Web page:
Inventory loss is a fact of life in retail. When maintained at acceptable levels, it’s the cost of doing business, much like payroll and other operating expenses.
However, when shortage begins to trend upward, whether on a store-by-store basis, or even across a chain, it becomes imperative to view the problem in a proper perspective in order to identify and correct the cause.
Even if not readily apparent, significant retail inventory loss arising in multiple locations may be synonymous with a single, larger problem that affects a population of stores. This can include systemic anomalies or actual, wide-scale theft. This may seem like stating the obvious.
However, many companies and even seasoned loss prevention professionals “think too small” when attempting to explain and resolve a spike in retail shortage.
There is a tendency to react to the problem locations as individual entities that are exhibiting separate issues, with shoplifting and employee theft as the default suspects. Indeed, both can account for significant inventory loss. However, a widespread spike in shortage implies problems within a process, not individual events.
The single biggest inventory-related common denominator shared throughout a company is its supply chain: getting its product to its stores. When it comes to accounting for significant shortage spikes, this process must be added to the top of the list of suspects. Though it isn’t automatically the source of the problem, it should not be ignored.
Furthermore, analysis of the distribution of goods must include both the physical and systemic movement of product. This is a significant point to understand; the movement of product through a company simultaneously follows two paths and must be viewed separately as a physical process that can be compromised and a systemic process that may be corrupted, contain anomalies or produce erroneous data.
Throughout my career, I’ve investigated numerous significant increases in shortage on a multi-store level. In each case, the cause was traced to the distribution process. Some of the instances were caused by systemic/procedural issues, and others were caused by large-scale, third-party cargo crime or theft scenarios. Collectively, they accounted for over $12 million in shortage.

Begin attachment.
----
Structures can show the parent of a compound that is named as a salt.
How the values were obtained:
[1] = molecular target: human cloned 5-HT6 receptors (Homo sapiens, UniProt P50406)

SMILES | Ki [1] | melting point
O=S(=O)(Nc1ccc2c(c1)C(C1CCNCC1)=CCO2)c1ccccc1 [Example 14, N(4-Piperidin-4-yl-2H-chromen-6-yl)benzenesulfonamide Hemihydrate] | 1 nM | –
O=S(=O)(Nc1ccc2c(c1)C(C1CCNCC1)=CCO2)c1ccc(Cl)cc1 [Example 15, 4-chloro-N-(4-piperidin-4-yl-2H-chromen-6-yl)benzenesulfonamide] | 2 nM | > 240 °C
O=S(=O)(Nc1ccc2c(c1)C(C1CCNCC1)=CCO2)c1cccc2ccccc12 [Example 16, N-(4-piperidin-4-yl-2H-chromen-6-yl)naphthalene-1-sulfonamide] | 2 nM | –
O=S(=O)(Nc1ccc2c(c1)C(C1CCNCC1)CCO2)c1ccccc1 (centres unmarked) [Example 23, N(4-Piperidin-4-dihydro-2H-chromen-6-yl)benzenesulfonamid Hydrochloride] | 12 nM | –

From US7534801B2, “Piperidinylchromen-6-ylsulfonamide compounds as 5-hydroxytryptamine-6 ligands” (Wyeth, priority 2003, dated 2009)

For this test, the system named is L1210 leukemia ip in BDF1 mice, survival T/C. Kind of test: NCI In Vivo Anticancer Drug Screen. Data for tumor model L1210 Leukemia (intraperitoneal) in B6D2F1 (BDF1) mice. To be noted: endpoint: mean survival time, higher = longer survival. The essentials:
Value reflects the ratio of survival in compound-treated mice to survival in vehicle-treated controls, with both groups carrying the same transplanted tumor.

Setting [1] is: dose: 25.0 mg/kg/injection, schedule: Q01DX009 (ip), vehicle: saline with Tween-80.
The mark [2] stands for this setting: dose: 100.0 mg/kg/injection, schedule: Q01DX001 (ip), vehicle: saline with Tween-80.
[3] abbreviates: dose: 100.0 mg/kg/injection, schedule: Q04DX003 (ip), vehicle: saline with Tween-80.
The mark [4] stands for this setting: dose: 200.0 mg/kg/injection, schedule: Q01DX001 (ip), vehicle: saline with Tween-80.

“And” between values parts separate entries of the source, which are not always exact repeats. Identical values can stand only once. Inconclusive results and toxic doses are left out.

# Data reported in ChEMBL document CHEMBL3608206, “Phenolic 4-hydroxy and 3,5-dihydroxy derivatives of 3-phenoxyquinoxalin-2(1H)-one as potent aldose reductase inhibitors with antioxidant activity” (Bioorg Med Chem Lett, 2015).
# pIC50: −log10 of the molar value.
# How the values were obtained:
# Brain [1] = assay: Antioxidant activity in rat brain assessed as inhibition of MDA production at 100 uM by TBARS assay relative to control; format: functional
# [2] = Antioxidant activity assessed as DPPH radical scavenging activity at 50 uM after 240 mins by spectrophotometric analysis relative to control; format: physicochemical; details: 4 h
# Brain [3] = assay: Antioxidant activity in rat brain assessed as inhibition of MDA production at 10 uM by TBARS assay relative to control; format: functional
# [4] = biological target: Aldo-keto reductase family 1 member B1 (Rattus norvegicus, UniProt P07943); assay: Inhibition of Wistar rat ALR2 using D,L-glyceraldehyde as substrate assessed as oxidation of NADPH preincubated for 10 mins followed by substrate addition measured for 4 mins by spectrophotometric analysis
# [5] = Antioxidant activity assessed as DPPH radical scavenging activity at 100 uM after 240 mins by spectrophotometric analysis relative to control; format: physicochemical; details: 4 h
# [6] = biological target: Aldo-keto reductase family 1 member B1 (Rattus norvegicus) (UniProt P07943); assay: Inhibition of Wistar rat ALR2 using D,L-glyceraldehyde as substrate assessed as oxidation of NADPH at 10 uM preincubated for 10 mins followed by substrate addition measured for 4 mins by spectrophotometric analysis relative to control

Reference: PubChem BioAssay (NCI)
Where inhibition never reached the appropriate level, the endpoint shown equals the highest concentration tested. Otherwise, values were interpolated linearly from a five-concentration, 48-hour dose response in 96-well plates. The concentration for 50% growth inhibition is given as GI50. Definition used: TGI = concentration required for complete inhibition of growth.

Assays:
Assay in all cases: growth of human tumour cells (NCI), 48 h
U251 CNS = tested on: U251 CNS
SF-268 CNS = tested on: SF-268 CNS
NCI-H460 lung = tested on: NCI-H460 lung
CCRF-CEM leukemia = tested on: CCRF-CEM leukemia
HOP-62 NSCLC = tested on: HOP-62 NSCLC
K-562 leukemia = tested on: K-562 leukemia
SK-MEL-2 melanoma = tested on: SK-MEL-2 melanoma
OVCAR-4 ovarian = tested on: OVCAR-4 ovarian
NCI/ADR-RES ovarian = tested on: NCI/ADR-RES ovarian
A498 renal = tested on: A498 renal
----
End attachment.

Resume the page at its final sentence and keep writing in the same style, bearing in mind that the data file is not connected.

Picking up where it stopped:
Events such as these may be rare, but when they do happen, they can create a major problem quickly.
When investigating a widespread rise in retail inventory loss, an important first step is to find what, if any, common denominators the targeted stores share above and beyond their shortage concerns. Those common denominators will point you to the source of the problem. This analysis will require a global view of the business, not simply an assessment of the individual stores.
Few “experts” within a company truly understand the entire process of moving product throughout the organization and maintaining accurate inventory data. In today’s typical retail structure, that process collectively flows through a myriad of departments, each responsible for just its own segment. This includes logistics/transportation, retail inventory accounting/inventory control, third-party entities, and store operations.
In many cases, these departments use different operating platforms, which in itself can become an issue as data is shared or merged. Loss prevention professionals need to have a complete understanding of the physical distribution process. They also need to understand how inventory data is shared, merged, reported, and maintained among these entities.
Inventory Loss: Identified